That is never, ever what happens. A lifeguard rushes into the water and does everything they can to save the drowning person. This should be obvious, but somehow it isn't the obvious reaction when someone is having an internal emergency. If a person is doing something to cope with their pain, they might, in fact, be doing it for attention, just like a drowning person splashes and screams for help. With mental and emotional problems, people are often robbed of the words they need to ask for help, so they resort to some extreme something so they can be seen. Basically, if they are cutting for attention, they need it. They might need medical, emotional, or psychological attention, but they certainly need love and attention. Seriously, open your eyes to the possibility that someone is drowning on the inside, and they need you. They need your attention and your help. If you see the cries for attention, do something! Find a counselor, tell parents, do what you have to, and love whomever needs you. Be there. You are needed.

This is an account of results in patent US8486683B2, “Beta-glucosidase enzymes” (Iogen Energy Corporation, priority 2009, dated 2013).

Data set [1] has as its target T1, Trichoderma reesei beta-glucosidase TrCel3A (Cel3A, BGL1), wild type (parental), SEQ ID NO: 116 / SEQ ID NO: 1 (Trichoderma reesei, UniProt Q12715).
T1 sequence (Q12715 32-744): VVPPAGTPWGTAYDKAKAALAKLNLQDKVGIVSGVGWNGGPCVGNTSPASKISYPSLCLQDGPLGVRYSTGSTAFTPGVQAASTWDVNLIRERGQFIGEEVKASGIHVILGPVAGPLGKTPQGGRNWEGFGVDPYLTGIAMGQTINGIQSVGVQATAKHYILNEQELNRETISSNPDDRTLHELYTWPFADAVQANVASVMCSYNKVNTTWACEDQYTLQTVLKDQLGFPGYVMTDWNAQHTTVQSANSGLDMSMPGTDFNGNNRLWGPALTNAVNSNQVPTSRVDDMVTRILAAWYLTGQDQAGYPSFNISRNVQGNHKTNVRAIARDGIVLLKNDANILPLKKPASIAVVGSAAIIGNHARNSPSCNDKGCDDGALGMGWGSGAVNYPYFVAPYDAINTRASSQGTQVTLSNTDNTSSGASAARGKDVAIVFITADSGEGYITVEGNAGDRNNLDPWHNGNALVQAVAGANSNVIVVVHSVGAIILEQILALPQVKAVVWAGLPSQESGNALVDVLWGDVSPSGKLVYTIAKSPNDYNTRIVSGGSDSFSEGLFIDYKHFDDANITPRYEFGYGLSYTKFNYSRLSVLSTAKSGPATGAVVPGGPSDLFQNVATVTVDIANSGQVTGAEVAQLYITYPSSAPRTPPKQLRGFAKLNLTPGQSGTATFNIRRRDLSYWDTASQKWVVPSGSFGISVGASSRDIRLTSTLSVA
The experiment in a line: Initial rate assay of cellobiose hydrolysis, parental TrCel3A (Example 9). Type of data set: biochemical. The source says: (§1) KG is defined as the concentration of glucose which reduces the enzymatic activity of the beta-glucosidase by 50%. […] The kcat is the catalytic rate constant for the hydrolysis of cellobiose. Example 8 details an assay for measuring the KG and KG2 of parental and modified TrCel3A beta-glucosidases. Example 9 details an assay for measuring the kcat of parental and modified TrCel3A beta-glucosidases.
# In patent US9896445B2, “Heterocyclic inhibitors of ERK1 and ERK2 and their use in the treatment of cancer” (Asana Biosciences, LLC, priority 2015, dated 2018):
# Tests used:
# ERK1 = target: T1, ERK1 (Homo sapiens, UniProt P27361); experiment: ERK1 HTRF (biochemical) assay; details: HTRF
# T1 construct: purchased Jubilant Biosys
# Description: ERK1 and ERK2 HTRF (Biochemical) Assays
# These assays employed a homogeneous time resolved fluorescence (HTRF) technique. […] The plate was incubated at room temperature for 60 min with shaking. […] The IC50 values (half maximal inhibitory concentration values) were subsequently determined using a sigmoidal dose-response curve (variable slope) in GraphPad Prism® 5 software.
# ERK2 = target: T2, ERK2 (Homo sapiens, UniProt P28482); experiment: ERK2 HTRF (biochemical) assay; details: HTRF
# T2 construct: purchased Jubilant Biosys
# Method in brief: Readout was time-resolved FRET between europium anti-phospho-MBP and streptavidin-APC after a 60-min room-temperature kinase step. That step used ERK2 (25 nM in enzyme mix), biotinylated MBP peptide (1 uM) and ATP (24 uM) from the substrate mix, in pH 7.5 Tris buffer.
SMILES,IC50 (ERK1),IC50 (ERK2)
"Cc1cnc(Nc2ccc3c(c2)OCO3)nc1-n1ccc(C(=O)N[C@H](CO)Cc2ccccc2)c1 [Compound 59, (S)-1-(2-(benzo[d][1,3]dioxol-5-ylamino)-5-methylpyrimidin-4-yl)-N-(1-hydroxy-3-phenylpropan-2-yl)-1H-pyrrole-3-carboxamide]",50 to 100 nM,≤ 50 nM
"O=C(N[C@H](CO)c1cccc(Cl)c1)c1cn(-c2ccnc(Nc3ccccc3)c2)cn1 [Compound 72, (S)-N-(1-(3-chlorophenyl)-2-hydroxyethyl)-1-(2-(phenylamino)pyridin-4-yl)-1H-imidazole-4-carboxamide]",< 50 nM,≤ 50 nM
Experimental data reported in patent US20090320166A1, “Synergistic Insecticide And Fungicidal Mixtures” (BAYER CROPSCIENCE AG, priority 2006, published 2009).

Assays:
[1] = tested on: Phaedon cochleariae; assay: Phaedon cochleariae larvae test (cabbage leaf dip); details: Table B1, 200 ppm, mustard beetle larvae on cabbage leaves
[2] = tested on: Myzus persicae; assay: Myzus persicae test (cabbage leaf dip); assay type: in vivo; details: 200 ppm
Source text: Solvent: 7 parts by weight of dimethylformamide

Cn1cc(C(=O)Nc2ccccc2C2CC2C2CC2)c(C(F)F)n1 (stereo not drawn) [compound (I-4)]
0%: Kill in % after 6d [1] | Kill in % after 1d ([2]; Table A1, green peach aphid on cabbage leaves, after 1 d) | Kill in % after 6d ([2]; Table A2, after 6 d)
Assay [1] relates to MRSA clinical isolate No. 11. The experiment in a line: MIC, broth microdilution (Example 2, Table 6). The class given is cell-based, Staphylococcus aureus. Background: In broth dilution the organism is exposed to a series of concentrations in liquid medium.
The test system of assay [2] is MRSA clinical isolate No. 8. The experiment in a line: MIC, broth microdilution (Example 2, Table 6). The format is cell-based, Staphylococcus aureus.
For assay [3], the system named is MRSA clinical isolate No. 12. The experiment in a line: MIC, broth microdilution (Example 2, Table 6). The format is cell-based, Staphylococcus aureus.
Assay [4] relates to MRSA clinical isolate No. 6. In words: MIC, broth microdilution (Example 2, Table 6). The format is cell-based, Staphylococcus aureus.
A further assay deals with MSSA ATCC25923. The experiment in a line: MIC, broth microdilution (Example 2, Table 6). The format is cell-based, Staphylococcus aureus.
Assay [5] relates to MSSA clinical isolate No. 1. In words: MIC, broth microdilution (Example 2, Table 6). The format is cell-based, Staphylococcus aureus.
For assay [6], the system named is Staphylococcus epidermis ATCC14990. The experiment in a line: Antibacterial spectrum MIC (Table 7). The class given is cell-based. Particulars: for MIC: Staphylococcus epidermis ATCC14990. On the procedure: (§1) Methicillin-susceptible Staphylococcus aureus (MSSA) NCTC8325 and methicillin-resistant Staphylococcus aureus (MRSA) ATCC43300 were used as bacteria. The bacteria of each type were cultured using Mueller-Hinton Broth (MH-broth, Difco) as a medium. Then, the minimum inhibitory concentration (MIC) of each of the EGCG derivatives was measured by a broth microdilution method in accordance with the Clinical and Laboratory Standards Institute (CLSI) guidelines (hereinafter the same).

3. "It is not good for a man to be alone."
This point is actually directly Biblical. God Himself makes a perfect, sinless world, and it wasn't good for the only human to be the only human, he needed companionship. Seriously, in a perfect world, people needed other people. Now, this is a beautiful world, but it is broken, and the people in it are broken. If someone is or feels alone in a world like this, how can you expect anything but cries for attention and companionship? If the normative calls are failing, such as broken friendships or a cold household, a person might get desperate. Now, I am not advocating that a person dive into the breach to "save" anyone alone (see above point). I am saying that the need for attention is part of being a human. As a human being, I feel obligated to my fellow humans. If someone in my proximity is lonely, broken, sick, whatever, it is a part of my job as a person to bring them into the circle. There no exceptions to this obligation. Period.